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There is still a good chance we can avoid war with Iraq. Saddam Hussein has never won a war, and his military forces surely foresee their own destruction. Numerous assassination attempts by them (some involving the Republican Guard) have failed. They are likely trying again, even now. Therein lies our best hope.

What if they fail again? Then invasion by the U.S. is inevitable.

Prior to our war in Afghanistan, Secretary of Defense Donald Rumsfeld emphasized that the imminent war would be different from what nearly everyone expected. I don’t think he knew exactly what was going to happen, but he did know that the conventional wisdom was irrelevant. He was planning to engage in “unconventional warfare,” a paradigm developed by the Special Operations Command that involves both new doctrine and new technology. Rumsfeld was right. No newspaper pundit foresaw that the Taliban would be overthrown within months using ground troops who were predominantly Muslim.

The Iraq war too will be different from what nearly everyone expects. There will be yet new doctrine and new weapons. It will not be another Desert Storm. I can’t predict the detailed course of events; I doubt that even Secretary Rumsfeld could do that. War is no more predictable than is a game of chess. Even if we know the rules and the strengths of the players, there are two sides. Early choices made by the opponent can drastically affect the course of moves as well as the outcome.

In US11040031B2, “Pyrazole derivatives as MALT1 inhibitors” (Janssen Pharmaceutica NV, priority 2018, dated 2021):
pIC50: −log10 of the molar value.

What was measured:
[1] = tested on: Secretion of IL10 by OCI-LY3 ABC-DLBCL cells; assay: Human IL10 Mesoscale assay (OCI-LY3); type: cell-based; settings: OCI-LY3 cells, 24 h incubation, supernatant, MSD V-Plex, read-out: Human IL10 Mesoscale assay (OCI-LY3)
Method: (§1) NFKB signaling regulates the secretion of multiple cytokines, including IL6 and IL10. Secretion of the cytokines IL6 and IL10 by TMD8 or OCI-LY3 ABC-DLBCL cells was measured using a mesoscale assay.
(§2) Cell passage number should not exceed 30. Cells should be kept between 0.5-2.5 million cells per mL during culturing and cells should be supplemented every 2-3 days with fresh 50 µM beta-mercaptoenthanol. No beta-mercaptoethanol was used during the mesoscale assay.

Instead, I’ll describe one plausible scenario (out of many possible) that illustrates the technologies and doctrine that I think will prove important.

My scenario begins when the U.N. inspectors become frustrated and leave Iraq. That’s the war trigger. I don’t envy the inspectors; Saddam Hussein may try to take them hostage and keep them at targeted military facilities. Their job is even more dangerous than that of the U.S. president (9.3 percent of whom have been assassinated while in office).

The initial part of the war will seem familiar: massive bombing of military and communication facilities, with the same precise bombs used in Afghanistan. All Iraqi military and public broadcast stations will soon be shut down. New ones will appear, transmitted from airplanes and new ground stations, with native Iraqi announcers. They will update the progress of the war, with an emphasis on accuracy, so that people will eagerly listen and learn to trust the announcers. They will describe Saddam’s known horrors, the U.N.’s unanimous resolution, the backing of the Arab League (if the U.S. gets it for the war too), and surrender instructions. What is said will ring true, because the military will broadcast only the truth. Truth is more effective than propaganda. That (as well as the use of native announcers) is the doctrine of the U.S. Special Operations Command.

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